Millennials are famed for FOMO, the Fear of Missing Out, but Gen Z is more about the Joy of Missing Out, which isn’t about going completely off the grid; it’s about balancing happy moments on social media with those that stress them out.
In Wattpad’s study, "How Gen Z Is Finding Balance in an Upside Down World," the vast majority of young people up to the age of 24 reported feeling stressed somewhat to very often (95%).
Of the 400 Gen Zers who took the online survey, 43% said they make the active decision to spend a couple of hours a day away from social media. The other group that chooses to go online to de-stress do so by reading, listening to music, writing, playing games or watching funny videos as a means of escape or self-expression.
What’s stressing this young cohort out? Nearly nine out of 10 (89%) of Gen Z respondents said school and homework is the biggest stress trigger, followed by family (53%), friends (38%) and money and health (20%).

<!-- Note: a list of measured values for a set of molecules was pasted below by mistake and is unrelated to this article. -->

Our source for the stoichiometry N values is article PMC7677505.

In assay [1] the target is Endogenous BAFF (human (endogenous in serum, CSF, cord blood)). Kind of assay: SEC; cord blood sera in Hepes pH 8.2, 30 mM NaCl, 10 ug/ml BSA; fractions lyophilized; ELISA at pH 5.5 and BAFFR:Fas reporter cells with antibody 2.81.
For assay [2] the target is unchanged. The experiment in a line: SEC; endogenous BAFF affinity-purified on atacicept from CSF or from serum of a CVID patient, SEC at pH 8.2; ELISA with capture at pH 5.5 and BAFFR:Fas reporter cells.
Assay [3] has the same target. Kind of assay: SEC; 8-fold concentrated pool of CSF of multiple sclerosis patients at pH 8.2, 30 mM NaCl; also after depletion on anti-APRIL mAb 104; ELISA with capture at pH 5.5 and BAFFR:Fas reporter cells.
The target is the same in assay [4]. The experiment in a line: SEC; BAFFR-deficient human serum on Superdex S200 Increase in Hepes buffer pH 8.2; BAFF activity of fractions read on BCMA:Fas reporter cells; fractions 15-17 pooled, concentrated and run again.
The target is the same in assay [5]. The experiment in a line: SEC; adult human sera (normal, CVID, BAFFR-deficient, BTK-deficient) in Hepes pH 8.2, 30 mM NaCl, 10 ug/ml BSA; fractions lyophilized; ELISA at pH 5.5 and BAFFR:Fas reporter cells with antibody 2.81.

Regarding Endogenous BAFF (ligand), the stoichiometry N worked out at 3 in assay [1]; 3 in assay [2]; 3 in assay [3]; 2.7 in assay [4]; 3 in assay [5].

Almost all (91%) of Gen Zers between 18 and 21 say they have experienced at least one physical or emotional symptom due to stress, according to the report.
Gen Zers integrate everything they do with their phones. The majority (59%) say screen time makes them happy, which is more than time with their family (40%) or pets (40%).
However, too much phone time makes 45% of Gen Z feel judged, and 53% say they send too much time on social media.
When they’re not on their phones or social media, 65% of Gen Z reported taking time to volunteer, with 57% of those volunteers dedicating one to four hours of their time once a month. Nearly one-third (30%) also donate to charity each year.
"Because Gen Z is more discerning and selective of their online engagement, marketers and brands should be aware of the type of content they create as well. Capitalizing on trends, impressions and popularity may provide short-term engagement, but it isn’t effective in creating long term relationships with these digital natives," penned Wattpad in the report. "It’s important that Gen Z feels brands care about the same things as they do and that they are authentic in regards to their content."
This story first appeared on campaignlive.com.